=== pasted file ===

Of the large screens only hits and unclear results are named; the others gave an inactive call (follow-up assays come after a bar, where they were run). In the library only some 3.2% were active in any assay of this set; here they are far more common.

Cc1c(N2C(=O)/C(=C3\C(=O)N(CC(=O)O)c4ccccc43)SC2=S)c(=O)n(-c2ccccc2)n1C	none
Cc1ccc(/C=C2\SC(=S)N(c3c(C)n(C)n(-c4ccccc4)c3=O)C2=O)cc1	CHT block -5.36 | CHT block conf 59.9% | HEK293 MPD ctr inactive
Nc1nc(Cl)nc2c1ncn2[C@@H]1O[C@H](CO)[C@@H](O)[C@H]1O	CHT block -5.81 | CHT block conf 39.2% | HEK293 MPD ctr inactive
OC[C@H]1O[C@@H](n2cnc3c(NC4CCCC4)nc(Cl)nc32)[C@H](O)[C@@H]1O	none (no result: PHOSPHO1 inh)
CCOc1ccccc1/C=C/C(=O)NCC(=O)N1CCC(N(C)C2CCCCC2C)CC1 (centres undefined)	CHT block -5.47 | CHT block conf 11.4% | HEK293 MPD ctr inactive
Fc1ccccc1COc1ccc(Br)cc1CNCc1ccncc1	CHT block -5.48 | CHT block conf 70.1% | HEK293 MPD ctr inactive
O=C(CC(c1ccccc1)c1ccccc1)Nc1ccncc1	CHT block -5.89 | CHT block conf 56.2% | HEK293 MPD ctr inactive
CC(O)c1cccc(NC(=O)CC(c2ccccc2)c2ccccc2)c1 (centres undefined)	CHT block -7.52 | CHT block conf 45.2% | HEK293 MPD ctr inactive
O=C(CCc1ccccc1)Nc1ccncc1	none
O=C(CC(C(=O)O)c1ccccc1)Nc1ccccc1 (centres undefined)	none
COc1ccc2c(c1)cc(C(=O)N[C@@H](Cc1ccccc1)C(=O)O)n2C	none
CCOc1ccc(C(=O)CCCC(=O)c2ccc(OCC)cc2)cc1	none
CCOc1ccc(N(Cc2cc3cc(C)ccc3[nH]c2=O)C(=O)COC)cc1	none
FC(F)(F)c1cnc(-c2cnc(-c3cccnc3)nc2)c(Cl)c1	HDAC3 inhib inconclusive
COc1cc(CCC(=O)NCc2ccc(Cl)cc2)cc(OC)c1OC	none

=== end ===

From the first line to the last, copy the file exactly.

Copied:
Of the large screens only hits and unclear results are named; the others gave an inactive call (follow-up assays come after a bar, where they were run). In the library only some 3.2% were active in any assay of this set; here they are far more common.

Cc1c(N2C(=O)/C(=C3\C(=O)N(CC(=O)O)c4ccccc43)SC2=S)c(=O)n(-c2ccccc2)n1C	none
Cc1ccc(/C=C2\SC(=S)N(c3c(C)n(C)n(-c4ccccc4)c3=O)C2=O)cc1	CHT block -5.36 | CHT block conf 59.9% | HEK293 MPD ctr inactive
Nc1nc(Cl)nc2c1ncn2[C@@H]1O[C@H](CO)[C@@H](O)[C@H]1O	CHT block -5.81 | CHT block conf 39.2% | HEK293 MPD ctr inactive
OC[C@H]1O[C@@H](n2cnc3c(NC4CCCC4)nc(Cl)nc32)[C@H](O)[C@@H]1O	none (no result: PHOSPHO1 inh)
CCOc1ccccc1/C=C/C(=O)NCC(=O)N1CCC(N(C)C2CCCCC2C)CC1 (centres undefined)	CHT block -5.47 | CHT block conf 11.4% | HEK293 MPD ctr inactive
Fc1ccccc1COc1ccc(Br)cc1CNCc1ccncc1	CHT block -5.48 | CHT block conf 70.1% | HEK293 MPD ctr inactive
O=C(CC(c1ccccc1)c1ccccc1)Nc1ccncc1	CHT block -5.89 | CHT block conf 56.2% | HEK293 MPD ctr inactive
CC(O)c1cccc(NC(=O)CC(c2ccccc2)c2ccccc2)c1 (centres undefined)	CHT block -7.52 | CHT block conf 45.2% | HEK293 MPD ctr inactive
O=C(CCc1ccccc1)Nc1ccncc1	none
O=C(CC(C(=O)O)c1ccccc1)Nc1ccccc1 (centres undefined)	none
COc1ccc2c(c1)cc(C(=O)N[C@@H](Cc1ccccc1)C(=O)O)n2C	none
CCOc1ccc(C(=O)CCCC(=O)c2ccc(OCC)cc2)cc1	none
CCOc1ccc(N(Cc2cc3cc(C)ccc3[nH]c2=O)C(=O)COC)cc1	none
FC(F)(F)c1cnc(-c2cnc(-c3cccnc3)nc2)c(Cl)c1	HDAC3 inhib inconclusive
COc1cc(CCC(=O)NCc2ccc(Cl)cc2)cc(OC)c1OC	none